Cats live in a different sensory world than  humans. This is super important to remember because taste is the most critical sensory system for deciding whether we are  going to eat something or pass it up. Unlike humans that have learned to think of taste as one of life’s pleasures, taste for felines is fundamental only to deciding if something is nutritionally useful or if it is dangerous. Most poisons are bitter, so that is why we can taste bitterness. But, sweetness is another story.

This might be why cats are thought to be finicky when it comes to food. Dogs, you put something in front of them and they gulp it down. Cats, need to sniff and evaluate. Some people claim their cats like sweets and I myself have been known to meow for vanilla ice cream. Not because I have a sweet tooth, but because I am in search of the protein and fat in the ice cream.

You see, cats need to eat protein that contains 10 specific amino acids they can’t make on their own. These essential amino acids are known as the building blocks for super important biologically active compounds and proteins. Amino acids are either used to synthesize proteins and other biomolecules, or oxidized as a source of energy. Deficiencies of even a single essential amino acid can lead to serious health problems.  This is why cats are on the prowl for the  amino acids in  protein.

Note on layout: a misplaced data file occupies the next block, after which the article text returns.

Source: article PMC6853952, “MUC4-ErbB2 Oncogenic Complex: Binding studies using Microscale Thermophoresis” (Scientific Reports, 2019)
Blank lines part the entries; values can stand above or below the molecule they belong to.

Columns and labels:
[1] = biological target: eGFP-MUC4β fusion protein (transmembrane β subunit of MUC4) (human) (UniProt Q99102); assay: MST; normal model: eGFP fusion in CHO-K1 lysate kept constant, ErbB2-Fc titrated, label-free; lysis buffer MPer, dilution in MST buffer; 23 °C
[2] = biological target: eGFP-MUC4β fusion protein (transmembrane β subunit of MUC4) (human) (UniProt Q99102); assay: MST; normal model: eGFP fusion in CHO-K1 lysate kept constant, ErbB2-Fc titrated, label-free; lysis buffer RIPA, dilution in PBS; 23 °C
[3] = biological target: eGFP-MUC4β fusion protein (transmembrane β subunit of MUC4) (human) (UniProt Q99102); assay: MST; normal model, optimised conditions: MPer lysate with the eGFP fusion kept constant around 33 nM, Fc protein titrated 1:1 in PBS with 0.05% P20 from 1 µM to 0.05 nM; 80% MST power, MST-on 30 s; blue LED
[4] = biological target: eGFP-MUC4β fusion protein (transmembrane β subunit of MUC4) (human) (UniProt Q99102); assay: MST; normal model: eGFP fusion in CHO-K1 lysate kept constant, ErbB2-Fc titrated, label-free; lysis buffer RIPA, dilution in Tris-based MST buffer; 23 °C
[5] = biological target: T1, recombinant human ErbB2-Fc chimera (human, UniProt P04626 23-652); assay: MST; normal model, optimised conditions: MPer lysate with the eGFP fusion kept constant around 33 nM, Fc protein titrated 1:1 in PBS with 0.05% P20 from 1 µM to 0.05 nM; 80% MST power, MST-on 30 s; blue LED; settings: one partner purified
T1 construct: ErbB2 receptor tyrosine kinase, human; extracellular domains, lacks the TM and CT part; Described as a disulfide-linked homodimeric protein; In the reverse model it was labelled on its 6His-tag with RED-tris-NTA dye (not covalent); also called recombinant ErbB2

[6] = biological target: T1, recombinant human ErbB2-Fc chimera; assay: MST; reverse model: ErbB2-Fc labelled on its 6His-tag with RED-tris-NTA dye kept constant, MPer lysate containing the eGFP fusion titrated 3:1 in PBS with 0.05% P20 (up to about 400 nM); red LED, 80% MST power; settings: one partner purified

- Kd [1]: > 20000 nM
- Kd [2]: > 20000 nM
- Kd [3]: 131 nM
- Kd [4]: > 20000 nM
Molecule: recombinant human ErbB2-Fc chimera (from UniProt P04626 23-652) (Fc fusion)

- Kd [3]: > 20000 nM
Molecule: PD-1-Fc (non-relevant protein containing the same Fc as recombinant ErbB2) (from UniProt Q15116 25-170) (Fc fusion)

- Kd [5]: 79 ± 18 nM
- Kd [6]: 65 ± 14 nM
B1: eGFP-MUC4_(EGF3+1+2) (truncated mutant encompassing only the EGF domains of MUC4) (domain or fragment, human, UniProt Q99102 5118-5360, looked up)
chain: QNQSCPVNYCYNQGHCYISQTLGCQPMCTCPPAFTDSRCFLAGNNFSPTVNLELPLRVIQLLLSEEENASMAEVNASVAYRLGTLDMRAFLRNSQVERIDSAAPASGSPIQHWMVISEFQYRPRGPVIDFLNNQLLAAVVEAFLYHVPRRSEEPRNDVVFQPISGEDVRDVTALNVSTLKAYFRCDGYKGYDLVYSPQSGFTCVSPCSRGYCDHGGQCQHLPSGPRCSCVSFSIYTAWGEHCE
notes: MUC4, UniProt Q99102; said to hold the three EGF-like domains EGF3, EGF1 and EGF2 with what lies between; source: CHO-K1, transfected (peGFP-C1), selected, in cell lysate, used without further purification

You like mushrooms, your cat likes umami

Some cats have been known to meow for mushrooms and the reason might be  that mushrooms contain glutamic acid, a non- essential amino acid also known as glutamate and what gives the mushroom that richThe Tiniest Tiger asks: May I have a word with the chef?and savory flavor that feeds the senses and is called umami.

In 1907, a Japanese researcher named Kikunae Ikeda identified brown crystals left behind after the evaporation of a large amount of kombu broth as glutamic acid.  These crystals, when tasted, reproduced the indefinable but undeniable flavor detected in many foods. Ikeda termed this flavor umami. He later patented this method of producing a crystalline salt of glutamic acid known as monosodium glutamate, that you might also know as MSG.  Today the taste of glutamate, termed “umami” is used to elicit a unique taste quality, different from the other basic tastes of sweet, salty, sour and bitter. But to felines, umami tricks the senses and translates as amino acids duping the cat into thinking it is a  protein source and explains why your cat might meow for mushrooms.** (Kinnamon, 2009).